There are many wonderful confessors in this Archdiocese (we even have the benefit of having a Marist parish, who priests follow the charism of being merciful confessors as taught by the founder of their Society), and I have been very grateful for the grace I have received through their hands. But, many of those who seek general absolution do so to avoid a repetition of hurtful or abusive encounters with priests whose own sins and weaknesses became more a part of the sacrament than their penitent's. Consequently, among the thousands who will attend services at which general absolution will be offered there will be a large number of individuals who are not deliberately shunning the teachings of the Church or illegitimately seeking the 'easier' Form III absolution, but who instead can be properly identified as having been excused from the requirement of individual confession according to the second clause of canon 960.
After all, the physical and moral impossibility that excuses one from the requirement of individual confession can have its root in a variety of infirmities of body or mind, or even circumstantial causes (e.g. relationship to the minister of the sacrament or language difficulties). And, psychological issues or even traumatic experiences might create a situation of relative incapacity. One would think that this Archdiocese, embroiled in a horrific scandal as a result of sexual abuse by clergy, would be particularly sensitive to this reality, and at pains to welcome those whose access to the normal reception of the sacrament has been impeded. Given the revelations of the past few years, and the resulting skepticism that many feel towards Archdiocesan leadership, such an individual's continued desire to receive the grace of the sacrament should be supported and encouraged, and those priests able to maintain their trust commended.
The unpleasant reality of sin being manifest even in our most sacred moments is acknowledged in the Roman Ritual when it introduces the Rite of Penance. The Ritual reminds us that the Church is both holy and always in need of purification, and hence the deep need for penance and expiation in the life of the Church and its liturgy. Similarly, canon law both imposes the obligation to confess and seeks to protect penitents from harmful confessors by identifying and punishing certain crimes against the sacrament and by insisting that the faculty to hear confessions be restricted to only those who 'are found to be suitable' (canon 970). This provision has largely been ignored by bishops in the United States, where priests are usually granted the faculty to hear confessions upon their ordination. Likewise, reports of inappropriate behavior in the confessional are often disregarded as hypersensitivity or are penalized with far milder sanctions than those that Archbishop Nienstedt has threatened to impose on priests who continue to use Form III. (Thankfully, a priest is not obliged to have recourse to his bishop prior to making the determination that an impossibility exists for a penitent, as he would if he were to offer a truly 'general' absolution.) It is perhaps predictable that the much-decried lack of appreciation for individual confession on the part of the faithful has been matched by an equal lack of appreciation for the wisdom of these canonical provisions by their leaders.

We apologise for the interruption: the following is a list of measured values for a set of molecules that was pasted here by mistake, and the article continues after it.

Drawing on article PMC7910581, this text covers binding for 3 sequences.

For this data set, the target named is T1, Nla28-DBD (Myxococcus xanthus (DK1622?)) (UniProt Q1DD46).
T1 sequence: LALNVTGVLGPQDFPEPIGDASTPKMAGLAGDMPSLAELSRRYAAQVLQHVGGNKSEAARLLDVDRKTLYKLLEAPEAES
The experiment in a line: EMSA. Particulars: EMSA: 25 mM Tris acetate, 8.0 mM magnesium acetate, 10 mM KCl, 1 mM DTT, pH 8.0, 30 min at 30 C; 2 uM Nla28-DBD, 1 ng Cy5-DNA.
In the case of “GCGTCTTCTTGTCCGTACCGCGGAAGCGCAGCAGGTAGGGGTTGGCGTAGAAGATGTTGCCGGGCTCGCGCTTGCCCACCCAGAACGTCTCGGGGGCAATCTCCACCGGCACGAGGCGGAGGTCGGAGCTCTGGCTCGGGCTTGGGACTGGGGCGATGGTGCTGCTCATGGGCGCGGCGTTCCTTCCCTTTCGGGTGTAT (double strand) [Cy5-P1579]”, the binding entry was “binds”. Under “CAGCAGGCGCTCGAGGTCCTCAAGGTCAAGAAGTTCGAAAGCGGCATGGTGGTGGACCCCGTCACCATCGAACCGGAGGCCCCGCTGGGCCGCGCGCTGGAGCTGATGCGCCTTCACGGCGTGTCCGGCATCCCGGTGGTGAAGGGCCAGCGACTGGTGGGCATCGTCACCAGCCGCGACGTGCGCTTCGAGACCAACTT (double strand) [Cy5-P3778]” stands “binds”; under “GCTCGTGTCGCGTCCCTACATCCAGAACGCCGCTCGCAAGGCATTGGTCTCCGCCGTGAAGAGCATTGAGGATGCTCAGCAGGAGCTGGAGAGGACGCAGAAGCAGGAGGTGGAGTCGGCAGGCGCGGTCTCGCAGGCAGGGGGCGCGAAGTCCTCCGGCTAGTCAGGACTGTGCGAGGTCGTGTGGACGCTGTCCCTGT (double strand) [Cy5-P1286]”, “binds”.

If Archbishop Nienstedt truly wants to eliminate the use of Form III in the Archdiocese of Saint Paul and Minneapolis, I would suggest that he began with these simple steps. Commend those who recognize the need for and benefit of sacramental absolution, in whatever form they seek it. Make the Church a safe and comfortable place for penitents of all walks of life. See that priests are properly trained and have sufficient pastoral experience before conferring upon them such a weighty responsibility. And, finally, reflect on how your own harsh judgments of the conduct and motives of priests and laity alike may have contributed to a distrust in the mercy that the Church offers. Only then could the Archbishop legitimately impose the multitudinous penalties that he has threatened, although one would doubt he that would still have the hubris to do so.